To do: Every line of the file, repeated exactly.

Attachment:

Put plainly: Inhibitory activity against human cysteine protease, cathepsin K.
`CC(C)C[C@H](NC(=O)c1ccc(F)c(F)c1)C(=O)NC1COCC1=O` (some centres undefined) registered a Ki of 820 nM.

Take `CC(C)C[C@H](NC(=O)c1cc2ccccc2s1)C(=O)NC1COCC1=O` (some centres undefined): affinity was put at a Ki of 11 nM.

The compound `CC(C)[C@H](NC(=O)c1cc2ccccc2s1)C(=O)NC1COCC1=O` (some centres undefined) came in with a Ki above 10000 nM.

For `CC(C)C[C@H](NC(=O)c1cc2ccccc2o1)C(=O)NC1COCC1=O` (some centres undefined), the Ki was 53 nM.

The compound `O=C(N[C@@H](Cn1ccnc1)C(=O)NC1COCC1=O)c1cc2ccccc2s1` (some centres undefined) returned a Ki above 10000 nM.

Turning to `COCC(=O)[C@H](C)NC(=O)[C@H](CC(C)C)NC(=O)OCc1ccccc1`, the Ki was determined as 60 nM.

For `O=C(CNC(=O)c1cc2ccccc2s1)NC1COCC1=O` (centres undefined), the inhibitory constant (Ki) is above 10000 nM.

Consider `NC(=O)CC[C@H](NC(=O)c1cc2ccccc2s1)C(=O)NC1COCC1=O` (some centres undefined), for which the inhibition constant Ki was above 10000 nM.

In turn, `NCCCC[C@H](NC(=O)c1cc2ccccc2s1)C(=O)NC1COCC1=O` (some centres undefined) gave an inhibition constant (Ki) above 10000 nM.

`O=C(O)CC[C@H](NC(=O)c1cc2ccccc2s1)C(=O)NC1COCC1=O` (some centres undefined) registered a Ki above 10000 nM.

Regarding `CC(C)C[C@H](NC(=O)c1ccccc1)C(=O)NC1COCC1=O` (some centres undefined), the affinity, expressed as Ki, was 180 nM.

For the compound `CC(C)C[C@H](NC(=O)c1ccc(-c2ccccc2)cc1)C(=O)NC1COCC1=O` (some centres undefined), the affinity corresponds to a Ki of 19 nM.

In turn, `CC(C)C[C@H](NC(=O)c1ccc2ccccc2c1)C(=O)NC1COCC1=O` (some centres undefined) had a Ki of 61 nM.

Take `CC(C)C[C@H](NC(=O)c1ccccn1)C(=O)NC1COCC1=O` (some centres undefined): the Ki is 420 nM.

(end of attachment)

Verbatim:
Put plainly: Inhibitory activity against human cysteine protease, cathepsin K.
`CC(C)C[C@H](NC(=O)c1ccc(F)c(F)c1)C(=O)NC1COCC1=O` (some centres undefined) registered a Ki of 820 nM.

Take `CC(C)C[C@H](NC(=O)c1cc2ccccc2s1)C(=O)NC1COCC1=O` (some centres undefined): affinity was put at a Ki of 11 nM.

The compound `CC(C)[C@H](NC(=O)c1cc2ccccc2s1)C(=O)NC1COCC1=O` (some centres undefined) came in with a Ki above 10000 nM.

For `CC(C)C[C@H](NC(=O)c1cc2ccccc2o1)C(=O)NC1COCC1=O` (some centres undefined), the Ki was 53 nM.

The compound `O=C(N[C@@H](Cn1ccnc1)C(=O)NC1COCC1=O)c1cc2ccccc2s1` (some centres undefined) returned a Ki above 10000 nM.

Turning to `COCC(=O)[C@H](C)NC(=O)[C@H](CC(C)C)NC(=O)OCc1ccccc1`, the Ki was determined as 60 nM.

For `O=C(CNC(=O)c1cc2ccccc2s1)NC1COCC1=O` (centres undefined), the inhibitory constant (Ki) is above 10000 nM.

Consider `NC(=O)CC[C@H](NC(=O)c1cc2ccccc2s1)C(=O)NC1COCC1=O` (some centres undefined), for which the inhibition constant Ki was above 10000 nM.

In turn, `NCCCC[C@H](NC(=O)c1cc2ccccc2s1)C(=O)NC1COCC1=O` (some centres undefined) gave an inhibition constant (Ki) above 10000 nM.

`O=C(O)CC[C@H](NC(=O)c1cc2ccccc2s1)C(=O)NC1COCC1=O` (some centres undefined) registered a Ki above 10000 nM.

Regarding `CC(C)C[C@H](NC(=O)c1ccccc1)C(=O)NC1COCC1=O` (some centres undefined), the affinity, expressed as Ki, was 180 nM.

For the compound `CC(C)C[C@H](NC(=O)c1ccc(-c2ccccc2)cc1)C(=O)NC1COCC1=O` (some centres undefined), the affinity corresponds to a Ki of 19 nM.

In turn, `CC(C)C[C@H](NC(=O)c1ccc2ccccc2c1)C(=O)NC1COCC1=O` (some centres undefined) had a Ki of 61 nM.

Take `CC(C)C[C@H](NC(=O)c1ccccn1)C(=O)NC1COCC1=O` (some centres undefined): the Ki is 420 nM.